Banks bosses said the treats are also snapped up at seminars and meetings as well as press conferences and briefings.

Kidney Health could be a better way to predict heart disease risk


Kidney function could be a better gauge of heart attack risk than cholesterol levels and blood pressure, according to a recently conducted study by researchers at Johns Hopkins Bloomberg School of Public Health.

According to a JHSPH news release, the researchers reviewed data collected from 637,000 patients in 24 studies who had no history of heart disease and found that results from common kidney function tests, which are used to assess levels creatine in the blood and the amount of albumin leaking out of the kidney into urine, improved the successful prediction rate of heart problems.

The amount of creatinine in the blood reflects how well the kidneys are filtering out waste.  Higher amounts of albumin indicate the presence of kidney damage.  In the study’s participants, the levels of creatinine and albuminuria predicted cardiovascular disease in general, particularly heart failure, heart attack and stroke.

Albuminuria was found to be the strongest predictor, outperforming cholesterol levels and blood pressure as a risk assessor for heart failure and death from heart attack or stroke. The study’s lead author Kunihiro Matsushita, MD, PhD, an assistant scientist at Bloomberg School’s Department of Epidemiology, believes that the study’s findings show that health care providers can use data on kidney damage and kidney function to better understand a patient’s risk of cardiovascular disease.

Cholesterol levels and blood pressure tests are good indicators of cardiovascular risk, but they are not perfect.  This study tells us we could do even better with information that often times we are already collecting. People with chronic kidney disease are twice as likely to develop cardiovascular disease as those with healthy kidneys and roughly half of them die from it before they reach kidney failure

While the biological mechanisms linking kidney disease to cardiovascular disease aren’t well understood, Matsushita says that poorly functioning kidneys can lead to a fluid overload that may result in heart failure.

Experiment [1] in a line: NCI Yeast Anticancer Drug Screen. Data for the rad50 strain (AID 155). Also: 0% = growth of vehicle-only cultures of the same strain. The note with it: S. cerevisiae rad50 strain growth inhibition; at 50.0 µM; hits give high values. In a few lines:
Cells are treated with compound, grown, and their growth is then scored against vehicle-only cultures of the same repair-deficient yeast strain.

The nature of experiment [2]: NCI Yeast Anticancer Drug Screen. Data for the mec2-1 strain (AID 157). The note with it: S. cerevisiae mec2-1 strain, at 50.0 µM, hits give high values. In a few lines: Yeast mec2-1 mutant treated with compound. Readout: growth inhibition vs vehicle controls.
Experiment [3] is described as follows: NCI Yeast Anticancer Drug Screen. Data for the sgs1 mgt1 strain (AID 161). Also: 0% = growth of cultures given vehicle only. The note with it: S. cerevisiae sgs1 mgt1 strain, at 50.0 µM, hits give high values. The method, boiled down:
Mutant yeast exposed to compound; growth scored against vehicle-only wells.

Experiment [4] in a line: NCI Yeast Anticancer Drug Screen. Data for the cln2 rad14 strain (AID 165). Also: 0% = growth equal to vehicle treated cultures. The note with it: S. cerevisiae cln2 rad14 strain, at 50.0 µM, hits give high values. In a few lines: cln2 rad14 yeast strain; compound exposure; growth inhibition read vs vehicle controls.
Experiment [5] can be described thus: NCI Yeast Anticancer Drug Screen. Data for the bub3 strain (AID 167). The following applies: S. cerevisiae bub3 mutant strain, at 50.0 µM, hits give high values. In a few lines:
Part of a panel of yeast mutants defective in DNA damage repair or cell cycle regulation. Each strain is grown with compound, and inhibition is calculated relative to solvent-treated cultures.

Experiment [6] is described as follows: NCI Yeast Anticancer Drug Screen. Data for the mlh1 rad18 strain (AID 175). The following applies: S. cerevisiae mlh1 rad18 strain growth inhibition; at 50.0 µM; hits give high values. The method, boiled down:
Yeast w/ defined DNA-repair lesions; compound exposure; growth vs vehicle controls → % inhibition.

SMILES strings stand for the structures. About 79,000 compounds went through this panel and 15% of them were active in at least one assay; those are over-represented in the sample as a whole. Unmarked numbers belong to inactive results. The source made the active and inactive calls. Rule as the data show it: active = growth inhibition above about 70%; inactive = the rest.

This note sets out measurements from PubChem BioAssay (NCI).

The results of the study were published in The Lancet’s journal Diabetes and Endocrinology on May 29. In other news about heart disease here at Immortal News, treating depression with antidepressants has been shown to lowers rates of death, coronary artery disease and stroke.

ICSA calls for standalone hen harrier compensation scheme


The ICSA has called for a standalone scheme to provide proper compensation for farmers with hen harrier designation

ICSA Rural Development Chairman Billy Gray said that while there is some provision for hen harrier designation in GLAS, this covers a maximum of 19ha and is unsuitable for many farmers with larger designated areas.

“ICSA is adamant that there should be no designation without compensation – farmers must be compensated fully and equally for every designated hectare of their land,” Gray said.

The ICSA Rural Development Chairman was speaking after a meeting in Templeglantine, Co. Limerick recently.

Gray also suggested that it was time to revisit the blanket ban on new afforestation on designated ground.

“The scientific basis for this ban is far from categorical. For example, it is now accepted that the first 12 years of a forestry plantation provide ideal cover for the hen harrier.

“As modern sitka spruce plantations can be brought to clearfell in as little as 25 years, and Christmas trees in a far shorter time.

It is clear that there is at the very minimum scope for staggered plantation mixed in with some open ground.

He said that this is especially pertinent to farmers with large designations in excess of 20ha.

The Rural Development Chairman said that while a more flexible approach to forestry would certainly be helpful, there is no getting away from the fact that there must be a stand-alone scheme covering every hectare of ground affected by hen harrier designation.

“Now that the Government is loosening the purse strings to provide substantial amounts of money for public sector pay rises, there is no good reason why a relatively small amount of money could not be set aside for such a scheme,”

Top gynaecologist warns women to have babies by age thirty.

To avoid the ‘devastation and regret’ of infertility


A new mother holding a sleeping newborn infant in hospital

A top UK fertility specialist has said that women who have children after thirty are placing a huge pressure on the British health system and warned them to start having children in their twenties.

Consultant gynaecologist Professor Geeta Nargund believes the UK faces a ‘fertility time-bomb’ as the average age a woman has her first child continues to rise.